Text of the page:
Russian Sage (Perovskia atiplicifolia)

Russian Sage (Perovskia atiplicifolia)

Russian Sage (Perovskia atiplicifolia)

Perovskia atriplicifolia (/pəˈrɒvskiə ætrɪplɪsɪˈfoʊliə/), commonly called Russian sage, is a flowering herbaceous perennial plant and subshrub. Although not a member of Salvia, the genus of other plants commonly called sage, it is closely related to them.

It has an upright habit, typically reaching 0.5–1.2 m tall (1.6–3.9 ft), with square stems and grey-green leaves that yield a distinctive odor when crushed. It is best known for its flowers.

Its flowering season extends from mid-summer to late October, with blue to violet blossoms arranged into showy, branched panicles.

Rosemary (Rosmarinus officinalis)

Rosemary (Rosmarinus officinalis)

Rosemary (Rosmarinus officinalis)

Rosmarinus officinalis, commonly known as rosemary, is a woody, perennial herb with fragrant, evergreen, needle-like leaves and white, pink, purple, or blue flowers, native to the Mediterranean region.

It is a member of the mint family Lamiaceae, which includes many other herbs. The name “rosemary” derives from the Latin for “dew” (ros) and “sea” (marinus), or “dew of the sea”.

The plant is also sometimes called anthos, from the ancient Greek word ἄνθος, meaning “flower”. Rosemary has a fibrous root system.

Stonecrop (Sedum)

Stonecrop (Sedum)

Stonecrop (Sedum)

Sedum is a large genus of flowering plants in the family Crassulaceae, members of which are commonly known as stonecrops.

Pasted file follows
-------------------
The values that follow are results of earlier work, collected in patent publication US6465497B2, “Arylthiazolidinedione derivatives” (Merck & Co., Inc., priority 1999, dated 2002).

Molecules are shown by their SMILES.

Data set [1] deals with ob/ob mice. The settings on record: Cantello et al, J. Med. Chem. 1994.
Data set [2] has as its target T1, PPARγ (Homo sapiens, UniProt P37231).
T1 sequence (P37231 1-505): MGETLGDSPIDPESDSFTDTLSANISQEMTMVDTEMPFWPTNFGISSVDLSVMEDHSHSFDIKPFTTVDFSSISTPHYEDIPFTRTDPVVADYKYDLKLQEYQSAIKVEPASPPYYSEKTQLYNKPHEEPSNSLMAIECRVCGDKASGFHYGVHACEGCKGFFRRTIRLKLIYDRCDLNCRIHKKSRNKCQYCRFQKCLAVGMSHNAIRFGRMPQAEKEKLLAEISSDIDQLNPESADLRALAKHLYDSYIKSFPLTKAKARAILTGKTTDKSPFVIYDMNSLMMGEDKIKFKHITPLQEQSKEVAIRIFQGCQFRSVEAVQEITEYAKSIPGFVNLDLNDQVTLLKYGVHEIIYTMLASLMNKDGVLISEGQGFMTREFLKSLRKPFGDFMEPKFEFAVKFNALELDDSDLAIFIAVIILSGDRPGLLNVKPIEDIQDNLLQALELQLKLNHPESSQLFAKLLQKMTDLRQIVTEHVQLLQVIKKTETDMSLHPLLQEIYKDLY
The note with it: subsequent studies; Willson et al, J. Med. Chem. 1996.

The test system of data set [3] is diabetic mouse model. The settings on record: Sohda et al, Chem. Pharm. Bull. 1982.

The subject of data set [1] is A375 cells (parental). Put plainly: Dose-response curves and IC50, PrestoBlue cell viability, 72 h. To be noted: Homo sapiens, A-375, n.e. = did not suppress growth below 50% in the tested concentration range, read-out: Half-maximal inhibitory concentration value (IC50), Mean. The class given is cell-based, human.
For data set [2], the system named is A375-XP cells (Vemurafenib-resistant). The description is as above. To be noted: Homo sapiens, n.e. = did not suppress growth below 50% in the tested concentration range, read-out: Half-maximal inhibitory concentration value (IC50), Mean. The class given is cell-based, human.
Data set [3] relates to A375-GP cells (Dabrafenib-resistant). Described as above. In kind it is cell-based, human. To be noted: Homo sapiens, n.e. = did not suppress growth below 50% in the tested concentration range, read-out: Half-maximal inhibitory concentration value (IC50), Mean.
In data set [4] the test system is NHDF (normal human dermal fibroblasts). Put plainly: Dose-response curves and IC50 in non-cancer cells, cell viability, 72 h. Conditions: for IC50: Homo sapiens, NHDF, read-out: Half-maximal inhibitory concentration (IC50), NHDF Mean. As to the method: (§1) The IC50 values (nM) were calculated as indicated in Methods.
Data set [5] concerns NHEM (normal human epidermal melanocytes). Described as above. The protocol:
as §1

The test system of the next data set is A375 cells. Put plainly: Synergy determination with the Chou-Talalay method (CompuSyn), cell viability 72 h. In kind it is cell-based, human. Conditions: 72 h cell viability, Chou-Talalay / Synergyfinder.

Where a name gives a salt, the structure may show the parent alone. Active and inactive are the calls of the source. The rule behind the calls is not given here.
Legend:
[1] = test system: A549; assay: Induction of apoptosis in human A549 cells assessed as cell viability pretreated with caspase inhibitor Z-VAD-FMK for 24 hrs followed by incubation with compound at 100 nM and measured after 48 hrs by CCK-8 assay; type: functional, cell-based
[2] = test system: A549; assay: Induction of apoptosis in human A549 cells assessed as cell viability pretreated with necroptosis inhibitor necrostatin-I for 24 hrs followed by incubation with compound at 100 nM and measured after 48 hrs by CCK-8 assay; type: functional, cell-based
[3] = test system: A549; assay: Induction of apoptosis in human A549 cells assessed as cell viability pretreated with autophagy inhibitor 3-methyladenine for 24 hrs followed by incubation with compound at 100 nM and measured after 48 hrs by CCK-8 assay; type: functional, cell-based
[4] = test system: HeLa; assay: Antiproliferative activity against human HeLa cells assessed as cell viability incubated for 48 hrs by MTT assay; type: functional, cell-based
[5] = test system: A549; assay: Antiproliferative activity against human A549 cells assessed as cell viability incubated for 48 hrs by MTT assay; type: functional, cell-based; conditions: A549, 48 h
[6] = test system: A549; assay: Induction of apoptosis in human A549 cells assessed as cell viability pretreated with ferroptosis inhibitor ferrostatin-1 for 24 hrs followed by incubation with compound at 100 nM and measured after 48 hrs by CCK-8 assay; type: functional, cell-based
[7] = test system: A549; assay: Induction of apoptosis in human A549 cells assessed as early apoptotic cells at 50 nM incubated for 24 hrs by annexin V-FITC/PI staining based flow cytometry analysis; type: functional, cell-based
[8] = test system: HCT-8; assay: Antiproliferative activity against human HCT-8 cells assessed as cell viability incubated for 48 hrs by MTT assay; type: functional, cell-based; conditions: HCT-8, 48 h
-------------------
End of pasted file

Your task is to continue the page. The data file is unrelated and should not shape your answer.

The genus has been described as containing up to 600 species of leaf succulents that are found throughout the Northern Hemisphere, varying from annual and creeping herbs to shrubs.

The plants have water-storing leaves. The flowers usually have five petals, seldom four or six. There are typically twice as many stamens as petals.

A number of species formerly classified as Sedum are now the separate genus Hylotelephium.

Coneflower (Echinacea)

Coneflower (Echinacea)

Coneflower (Echinacea)

Colorful and super tough, ‘Ruby Star’ from Monrovia nurseries has large pinkish-purple blooms with pronounced coppery centers.

The plant grows 2-feet tall; the flowers are 4 inches across. Among the many showy hybrids are ‘Orange Meadowbrite’, butter-yellow ‘Sunrise’, and reddish-orange ‘Sundown’.

Lantana

Lantana

Lantana

Lantana is a genus of about 150 species of perennial flowering plants in the verbena family, Verbenaceae.

They are native to tropical regions of the Americas and Africa but exist as an introduced species in numerous areas, especially in the Australian-Pacific region.

The genus includes both herbaceous plants and shrubs growing to 0.5–2 m (1.6–6.6 ft) tall. Their common names are shrub verbenas or lantanas. The generic name originated in Late Latin, where it refers to the unrelated Viburnum lantana.

Lantana’s aromatic flower clusters (called umbels) are a mix of red, orange, yellow, or blue and white florets.

Other colors exist as new varieties are being selected. The flowers typically change color as they mature, resulting in inflorescences that are two- or three-colored.

“Wild lantanas” are plants of the unrelated genus Abronia, usually called “sand-verbenas”.

Thanks for reading and be sure to share this info with your friends using the social share buttons below. Talking about social stuff, consider liking our Facebook page to keep up to date with our articles. Check out our other articles for more mental scoops!

Tags:

Leave a Reply